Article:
Throughout each year African American culture is praised and celebrated in many forms. Specifically, June is dedicated to recognize the foundation and impact African Americans have contributed to music in the past and present. African American Music Appreciation month was initiated by President Jimmy Carter in 1979. This celebration includes all the contributions of different genres African Americans have created or inspired. There isn’t one genre that Black people are limited to, there are famous musicians in jazz, hip-hop, rhythm and blues, rap, rock and roll, and gospel. It is essential that this recognition doesn’t go unnoticed.
African Americans have been making music since the beginning of time. The earliest forms of black music were known as spirituals. These spirituals are based on christianity and defined the hardships of slavery. Spirituals are closely associated with gospel music being that both exclusively contain the concept of faith. Kirk Franklin’s classic hit, “Revolution” is an all-time favorite amongst many HBCUs. This song can be recognized as an anthem of HBCUs and black culture. Today a gospel artist, Koryn Hawthrone, reaches out to the younger audience with her hit single, “Won’t He Do It” released in 2018. Black musicians continue to inspire and elevate music in new ways.
That’s not the only anthem amongst HBCUs. While attending at least one party, function, or event the song “This is How We Do It” by Montell Jordan will always be played. By knowing the words to this song is like knowing the words to a child’s lullaby, “Twinkle Little Star”. Hip- hop music has led the way for many artists to voice their opinions on society and even current political issues. New artists like H.E.R and YBN Cordae collabed together on, “Lord Is Coming”, addressing depression and greed in America. Hip-hop music has broken barriers and is promoting the development of mass media.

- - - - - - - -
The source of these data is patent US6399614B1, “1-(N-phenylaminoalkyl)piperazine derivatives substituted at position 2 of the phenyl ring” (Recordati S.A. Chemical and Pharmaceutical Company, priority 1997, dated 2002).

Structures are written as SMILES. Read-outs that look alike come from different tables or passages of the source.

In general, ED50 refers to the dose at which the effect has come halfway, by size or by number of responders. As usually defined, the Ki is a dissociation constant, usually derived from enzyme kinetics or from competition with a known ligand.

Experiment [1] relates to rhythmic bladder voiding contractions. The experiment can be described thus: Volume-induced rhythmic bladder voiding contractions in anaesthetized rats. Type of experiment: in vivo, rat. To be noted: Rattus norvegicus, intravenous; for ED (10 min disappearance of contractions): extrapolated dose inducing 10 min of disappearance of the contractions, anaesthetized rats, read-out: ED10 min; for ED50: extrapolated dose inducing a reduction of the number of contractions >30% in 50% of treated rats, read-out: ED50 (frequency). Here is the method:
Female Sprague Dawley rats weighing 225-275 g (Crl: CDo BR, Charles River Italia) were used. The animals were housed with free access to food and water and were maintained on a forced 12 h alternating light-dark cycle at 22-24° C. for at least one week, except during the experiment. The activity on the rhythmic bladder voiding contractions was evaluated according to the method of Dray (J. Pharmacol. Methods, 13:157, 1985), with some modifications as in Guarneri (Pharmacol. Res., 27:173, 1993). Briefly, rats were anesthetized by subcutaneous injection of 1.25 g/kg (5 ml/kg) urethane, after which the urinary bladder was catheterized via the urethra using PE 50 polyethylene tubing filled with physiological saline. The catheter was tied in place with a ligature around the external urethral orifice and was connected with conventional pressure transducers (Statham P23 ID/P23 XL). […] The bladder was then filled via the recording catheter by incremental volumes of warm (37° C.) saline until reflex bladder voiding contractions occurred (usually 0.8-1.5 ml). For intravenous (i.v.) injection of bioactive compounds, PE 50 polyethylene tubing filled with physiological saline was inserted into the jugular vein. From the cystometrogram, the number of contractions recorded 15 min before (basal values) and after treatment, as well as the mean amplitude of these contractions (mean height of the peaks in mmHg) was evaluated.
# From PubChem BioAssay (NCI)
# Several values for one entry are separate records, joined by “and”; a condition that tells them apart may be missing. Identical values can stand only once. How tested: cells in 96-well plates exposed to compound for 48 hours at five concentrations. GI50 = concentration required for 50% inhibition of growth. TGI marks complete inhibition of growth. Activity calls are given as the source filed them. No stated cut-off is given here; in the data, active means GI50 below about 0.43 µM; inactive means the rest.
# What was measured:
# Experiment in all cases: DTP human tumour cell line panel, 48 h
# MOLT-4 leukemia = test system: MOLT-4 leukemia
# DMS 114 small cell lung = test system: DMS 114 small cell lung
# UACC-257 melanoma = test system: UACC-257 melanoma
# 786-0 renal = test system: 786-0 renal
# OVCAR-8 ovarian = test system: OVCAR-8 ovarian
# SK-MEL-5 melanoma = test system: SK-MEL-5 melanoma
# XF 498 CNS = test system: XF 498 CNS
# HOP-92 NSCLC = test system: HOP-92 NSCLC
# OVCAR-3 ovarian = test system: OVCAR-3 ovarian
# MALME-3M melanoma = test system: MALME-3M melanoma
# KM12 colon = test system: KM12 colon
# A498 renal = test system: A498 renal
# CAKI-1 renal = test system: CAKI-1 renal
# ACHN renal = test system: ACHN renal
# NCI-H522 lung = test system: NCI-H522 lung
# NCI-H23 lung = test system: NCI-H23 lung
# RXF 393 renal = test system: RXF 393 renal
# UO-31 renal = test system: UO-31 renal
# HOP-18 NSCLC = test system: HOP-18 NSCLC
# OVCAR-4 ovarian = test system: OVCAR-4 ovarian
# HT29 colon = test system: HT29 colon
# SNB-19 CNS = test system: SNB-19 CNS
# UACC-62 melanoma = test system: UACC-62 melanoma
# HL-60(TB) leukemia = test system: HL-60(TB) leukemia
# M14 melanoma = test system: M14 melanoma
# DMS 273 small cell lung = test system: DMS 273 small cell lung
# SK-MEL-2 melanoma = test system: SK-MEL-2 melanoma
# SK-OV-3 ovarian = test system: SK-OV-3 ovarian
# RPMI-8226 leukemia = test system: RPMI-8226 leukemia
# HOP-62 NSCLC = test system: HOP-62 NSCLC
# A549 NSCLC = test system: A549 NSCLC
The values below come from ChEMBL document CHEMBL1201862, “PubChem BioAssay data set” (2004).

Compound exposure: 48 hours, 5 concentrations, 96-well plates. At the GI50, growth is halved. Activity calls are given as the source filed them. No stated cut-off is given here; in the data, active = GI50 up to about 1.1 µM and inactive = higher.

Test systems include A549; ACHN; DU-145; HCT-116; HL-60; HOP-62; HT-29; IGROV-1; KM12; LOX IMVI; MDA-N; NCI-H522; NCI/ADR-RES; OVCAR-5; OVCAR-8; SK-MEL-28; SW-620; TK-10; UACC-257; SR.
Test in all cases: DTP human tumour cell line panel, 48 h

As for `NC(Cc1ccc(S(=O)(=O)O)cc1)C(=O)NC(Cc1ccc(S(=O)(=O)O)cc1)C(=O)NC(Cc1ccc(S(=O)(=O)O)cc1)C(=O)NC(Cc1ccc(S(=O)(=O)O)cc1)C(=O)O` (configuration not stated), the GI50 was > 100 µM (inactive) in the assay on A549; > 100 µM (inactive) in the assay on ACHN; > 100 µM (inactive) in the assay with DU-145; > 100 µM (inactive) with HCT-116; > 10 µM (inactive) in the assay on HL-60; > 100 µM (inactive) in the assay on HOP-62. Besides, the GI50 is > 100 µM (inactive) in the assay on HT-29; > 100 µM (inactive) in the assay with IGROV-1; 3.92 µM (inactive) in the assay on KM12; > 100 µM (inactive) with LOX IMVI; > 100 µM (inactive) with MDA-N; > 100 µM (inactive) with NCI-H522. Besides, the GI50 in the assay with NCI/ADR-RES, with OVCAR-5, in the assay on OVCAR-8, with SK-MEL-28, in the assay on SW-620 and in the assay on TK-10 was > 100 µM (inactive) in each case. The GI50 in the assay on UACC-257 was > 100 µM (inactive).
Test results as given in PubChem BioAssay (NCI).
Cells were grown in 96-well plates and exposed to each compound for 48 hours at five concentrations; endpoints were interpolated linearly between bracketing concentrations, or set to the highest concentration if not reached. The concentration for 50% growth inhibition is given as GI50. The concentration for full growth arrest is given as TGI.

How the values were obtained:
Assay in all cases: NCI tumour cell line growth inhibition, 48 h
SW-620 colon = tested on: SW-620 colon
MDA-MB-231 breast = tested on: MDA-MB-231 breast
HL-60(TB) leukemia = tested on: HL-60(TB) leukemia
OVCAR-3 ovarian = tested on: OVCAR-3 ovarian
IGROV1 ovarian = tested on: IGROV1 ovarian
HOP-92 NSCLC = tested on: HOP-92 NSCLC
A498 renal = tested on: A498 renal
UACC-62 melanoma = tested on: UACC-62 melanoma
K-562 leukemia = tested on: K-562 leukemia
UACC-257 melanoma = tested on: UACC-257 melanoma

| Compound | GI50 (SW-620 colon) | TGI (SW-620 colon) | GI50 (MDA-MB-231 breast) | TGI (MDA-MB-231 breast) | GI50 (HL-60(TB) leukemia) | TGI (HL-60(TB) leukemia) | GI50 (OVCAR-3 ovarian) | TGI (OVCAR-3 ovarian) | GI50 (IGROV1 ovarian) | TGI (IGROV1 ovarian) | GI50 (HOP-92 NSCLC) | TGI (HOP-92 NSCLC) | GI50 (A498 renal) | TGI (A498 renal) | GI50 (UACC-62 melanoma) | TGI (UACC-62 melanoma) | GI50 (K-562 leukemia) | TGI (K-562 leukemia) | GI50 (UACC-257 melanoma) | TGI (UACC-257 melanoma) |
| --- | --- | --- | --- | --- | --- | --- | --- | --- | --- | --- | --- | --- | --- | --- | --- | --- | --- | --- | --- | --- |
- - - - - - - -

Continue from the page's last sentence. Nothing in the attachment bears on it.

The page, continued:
New artists have paved the way for inspiring new music in younger audiences and also in already established artists. Chloe x Halle, mentees of Beyonce, have created a whole realm for their creative sound in music. The release of the new album, Ungodly Hour, has emphasized their push of a more relatable sound. Their song on the album, “Do It”, exceptionally broadcasted that they are young women and ready for a mature sound. Having a relatable sound is essential when attempting to reach a target audience. Arose from the underground, Brent Faiyaz and his soulful and stimulating voice. Brent Faiyaz is originally a part of a group called Sonder, but also pursues a solo career. In his solo album, F*** The Word, Faiyaz guides his audiences in all his luxuries and endeavours. Specially, his song “F*** The World (Summer in London), details his explicit opinions on the world and honest lifestyle. It’s safe to say new artists are bringing a new taste of music.
Of course, there are hundreds of new black artists to name and acknowledge, such as Kaytranada, Smino, 6lack, SiR, Megan The Stallion, Dababy, and many others. African American Music Appreciation month is to honor those musicians in the past and in the present. We can appreciate how much older music is still played today and seen in new music’s inspiration. That being said, listen to a black artist you may have heard of, but never got a chance to actually enjoy their music.
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Mya White is a contributing writer for Snubb3d Magazine. She was born and raised in Columbia, South Carolina and she is currently majoring in Journalism at Savannah State University.